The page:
President Robbins' Installation Speech

Nov. 29, 2017

Governor Ducey, Chairman Ridenour, Members of the Arizona Board of Regents, past presidents of the University of Arizona, leaders of Native Nations, elected officials, world-class students, faculty and staff, and our distinguished guests and friends: Good afternoon, and thank you all for being here today.

To Governor Ducey and the members of the Arizona Board of Regents, thank you for placing your trust in me. I am humbled and proud to be part of this university.

To the UA ROTC Joint Color Guard, thank you for bringing honor and tradition to this celebration.

To Regina Siquieros, thank you for bringing grace and meaning to our celebration with the moving blessing that inspired our ceremony today. And thank you for the beautiful beads you bestowed on me today. We are honored to be here today on the traditional territories of the Tohono O'odham people.

To the musicians and performers from the College of Fine Arts, thank you for bringing joy and inspiration to this occasion. And to the speakers who have preceded me this afternoon, thank you for your kind and gracious words.

To our distinguished guests and community leaders, thank you for your support of the university. I look forward to working with you to create a bright future for the UA and for the people of Arizona.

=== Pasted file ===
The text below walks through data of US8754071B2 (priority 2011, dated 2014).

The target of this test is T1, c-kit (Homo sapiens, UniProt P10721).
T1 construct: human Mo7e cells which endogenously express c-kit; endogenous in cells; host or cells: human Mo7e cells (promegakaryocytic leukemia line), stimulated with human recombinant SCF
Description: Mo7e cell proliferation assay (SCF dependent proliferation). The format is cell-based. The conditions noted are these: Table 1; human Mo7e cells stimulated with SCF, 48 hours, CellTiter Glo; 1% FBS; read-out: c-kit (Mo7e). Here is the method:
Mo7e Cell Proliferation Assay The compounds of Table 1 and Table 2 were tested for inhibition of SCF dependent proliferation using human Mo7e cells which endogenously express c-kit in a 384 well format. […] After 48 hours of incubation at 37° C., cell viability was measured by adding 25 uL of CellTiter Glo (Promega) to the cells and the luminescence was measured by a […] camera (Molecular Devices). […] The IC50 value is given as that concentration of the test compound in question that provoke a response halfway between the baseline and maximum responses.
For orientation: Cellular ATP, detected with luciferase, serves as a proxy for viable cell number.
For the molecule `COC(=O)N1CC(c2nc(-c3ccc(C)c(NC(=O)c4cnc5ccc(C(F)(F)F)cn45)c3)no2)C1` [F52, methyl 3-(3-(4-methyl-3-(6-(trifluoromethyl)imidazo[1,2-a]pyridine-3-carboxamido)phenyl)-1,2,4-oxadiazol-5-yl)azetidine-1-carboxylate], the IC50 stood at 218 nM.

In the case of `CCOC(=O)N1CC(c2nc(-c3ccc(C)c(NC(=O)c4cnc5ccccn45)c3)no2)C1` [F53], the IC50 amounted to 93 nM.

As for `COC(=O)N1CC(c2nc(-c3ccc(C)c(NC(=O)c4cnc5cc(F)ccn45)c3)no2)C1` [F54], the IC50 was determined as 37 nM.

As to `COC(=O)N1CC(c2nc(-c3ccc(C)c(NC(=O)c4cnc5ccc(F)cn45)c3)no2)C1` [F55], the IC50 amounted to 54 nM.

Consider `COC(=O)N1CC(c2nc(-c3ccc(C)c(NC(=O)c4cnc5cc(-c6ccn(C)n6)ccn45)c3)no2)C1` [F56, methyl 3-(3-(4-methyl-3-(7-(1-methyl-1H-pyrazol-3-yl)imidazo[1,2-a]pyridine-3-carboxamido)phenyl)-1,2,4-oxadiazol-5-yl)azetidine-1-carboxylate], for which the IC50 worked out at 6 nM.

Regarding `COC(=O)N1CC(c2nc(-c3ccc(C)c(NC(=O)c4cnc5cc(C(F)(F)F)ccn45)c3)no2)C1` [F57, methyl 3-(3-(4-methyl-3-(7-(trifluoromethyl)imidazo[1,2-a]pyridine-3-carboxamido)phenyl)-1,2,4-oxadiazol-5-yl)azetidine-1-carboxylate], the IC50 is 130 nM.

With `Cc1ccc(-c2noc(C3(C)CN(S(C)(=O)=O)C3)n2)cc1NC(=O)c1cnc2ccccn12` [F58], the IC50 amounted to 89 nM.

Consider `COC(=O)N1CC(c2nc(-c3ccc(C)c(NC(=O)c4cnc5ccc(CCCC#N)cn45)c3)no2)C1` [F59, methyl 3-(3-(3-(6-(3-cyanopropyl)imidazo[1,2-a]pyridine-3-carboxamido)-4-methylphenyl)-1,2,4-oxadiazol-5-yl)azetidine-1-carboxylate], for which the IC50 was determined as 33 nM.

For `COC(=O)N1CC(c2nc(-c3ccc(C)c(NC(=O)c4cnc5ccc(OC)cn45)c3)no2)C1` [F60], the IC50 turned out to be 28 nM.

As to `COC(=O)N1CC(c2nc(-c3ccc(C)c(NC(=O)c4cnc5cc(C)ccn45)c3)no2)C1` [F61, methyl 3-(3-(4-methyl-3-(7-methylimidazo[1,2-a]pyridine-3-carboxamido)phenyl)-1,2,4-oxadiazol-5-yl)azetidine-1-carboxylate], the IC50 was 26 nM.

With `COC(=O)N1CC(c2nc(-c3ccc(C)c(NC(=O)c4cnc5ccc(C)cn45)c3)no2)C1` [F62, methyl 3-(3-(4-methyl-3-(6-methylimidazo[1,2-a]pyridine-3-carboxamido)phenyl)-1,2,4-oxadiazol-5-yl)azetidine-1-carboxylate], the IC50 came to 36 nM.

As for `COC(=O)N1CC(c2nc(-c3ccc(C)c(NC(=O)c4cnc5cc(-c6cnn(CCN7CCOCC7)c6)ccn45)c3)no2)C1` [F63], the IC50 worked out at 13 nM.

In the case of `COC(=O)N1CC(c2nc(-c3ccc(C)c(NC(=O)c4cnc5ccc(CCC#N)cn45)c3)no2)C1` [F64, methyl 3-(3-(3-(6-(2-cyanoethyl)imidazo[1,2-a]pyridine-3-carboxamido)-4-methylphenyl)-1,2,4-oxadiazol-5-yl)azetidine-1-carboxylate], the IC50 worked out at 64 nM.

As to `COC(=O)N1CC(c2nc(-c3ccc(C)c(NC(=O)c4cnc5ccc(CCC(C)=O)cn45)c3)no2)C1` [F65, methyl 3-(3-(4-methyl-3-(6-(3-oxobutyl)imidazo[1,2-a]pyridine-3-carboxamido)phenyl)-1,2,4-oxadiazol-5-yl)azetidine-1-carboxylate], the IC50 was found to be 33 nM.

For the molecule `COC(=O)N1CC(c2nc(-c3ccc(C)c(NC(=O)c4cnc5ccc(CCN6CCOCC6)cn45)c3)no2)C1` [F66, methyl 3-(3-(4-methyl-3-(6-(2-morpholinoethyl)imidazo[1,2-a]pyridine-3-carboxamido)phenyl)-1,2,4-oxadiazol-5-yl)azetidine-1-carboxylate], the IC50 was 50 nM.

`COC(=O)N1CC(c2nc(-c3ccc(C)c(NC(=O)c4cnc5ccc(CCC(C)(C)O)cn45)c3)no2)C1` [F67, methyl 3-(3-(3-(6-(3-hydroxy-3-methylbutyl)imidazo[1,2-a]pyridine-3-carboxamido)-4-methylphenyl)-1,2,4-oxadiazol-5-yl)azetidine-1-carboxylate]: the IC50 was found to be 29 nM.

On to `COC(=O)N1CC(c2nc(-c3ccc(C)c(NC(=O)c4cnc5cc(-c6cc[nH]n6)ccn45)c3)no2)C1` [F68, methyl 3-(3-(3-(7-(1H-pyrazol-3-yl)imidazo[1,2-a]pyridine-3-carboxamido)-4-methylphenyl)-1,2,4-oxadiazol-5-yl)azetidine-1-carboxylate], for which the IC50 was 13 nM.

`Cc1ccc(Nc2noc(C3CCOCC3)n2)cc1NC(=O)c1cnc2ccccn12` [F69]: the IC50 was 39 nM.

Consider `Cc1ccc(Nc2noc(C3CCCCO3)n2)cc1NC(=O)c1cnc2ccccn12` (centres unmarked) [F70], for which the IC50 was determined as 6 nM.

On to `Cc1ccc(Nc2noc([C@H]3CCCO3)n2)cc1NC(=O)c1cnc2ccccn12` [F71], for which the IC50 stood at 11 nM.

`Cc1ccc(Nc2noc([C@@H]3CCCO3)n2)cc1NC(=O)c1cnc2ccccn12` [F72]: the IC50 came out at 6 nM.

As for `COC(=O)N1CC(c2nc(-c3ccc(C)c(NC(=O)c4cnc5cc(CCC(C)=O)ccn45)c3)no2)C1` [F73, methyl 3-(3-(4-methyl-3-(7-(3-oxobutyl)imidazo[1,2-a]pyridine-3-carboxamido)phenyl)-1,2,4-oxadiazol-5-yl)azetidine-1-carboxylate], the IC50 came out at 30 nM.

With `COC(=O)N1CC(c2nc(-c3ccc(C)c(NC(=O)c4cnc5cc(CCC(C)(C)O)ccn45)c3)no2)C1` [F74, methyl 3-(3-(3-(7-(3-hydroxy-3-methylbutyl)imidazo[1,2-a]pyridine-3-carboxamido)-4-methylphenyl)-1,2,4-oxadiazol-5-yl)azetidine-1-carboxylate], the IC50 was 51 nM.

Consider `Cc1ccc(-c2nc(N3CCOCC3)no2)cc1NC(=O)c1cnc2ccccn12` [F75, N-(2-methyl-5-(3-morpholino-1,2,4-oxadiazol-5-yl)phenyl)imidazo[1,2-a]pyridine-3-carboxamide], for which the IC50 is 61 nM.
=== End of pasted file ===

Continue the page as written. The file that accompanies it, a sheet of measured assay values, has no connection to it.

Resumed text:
To all the former presidents, thank you for your distinguished service and leadership to the university.

President Hart – thank you for making my transition so smooth and for all you accomplished for the university, including the largest fundraising campaign in university history and establishing the Banner Health partnership.

President Sander – thank you for the straight-talk advice that you gave me before I left Houston.

Presidents Shelton and Pacheco – thank you for your warm and gracious welcome.

President Likins – thank you for your wise and sage guidance; I genuinely enjoy our monthly conversations.

President Koffler – thank you for your warmth and kindness and inspiring me to keep up with your workout routine of Pilates three times a week.

President Schaefer – thank you for your direct advice and for being the “Transformational President” who put this university on the map, especially in the area of science, the Center for Creative Photography and the Poetry Center.

I begin my service with a strong feeling of optimism. Each of you deserves no less. We are the university that established tree-ring science to understand the history of the Earth. We are the university that mapped the moon for the first human landing, and Mars for future human exploration. We are the university that permits humanity to see into the farthest reaches of the universe. We can be the university that solves the burden of cancer, sends humans to Mars and will revolutionize food production for the world.  

Fourth Industrial Revolution: The UA’s moment

The accelerating pace of change in technology, the environment, and society is moving the world toward a technological and economic inflection point in world history, what Professor Klaus Schwab of the World Economic Forum termed the Fourth Industrial Revolution.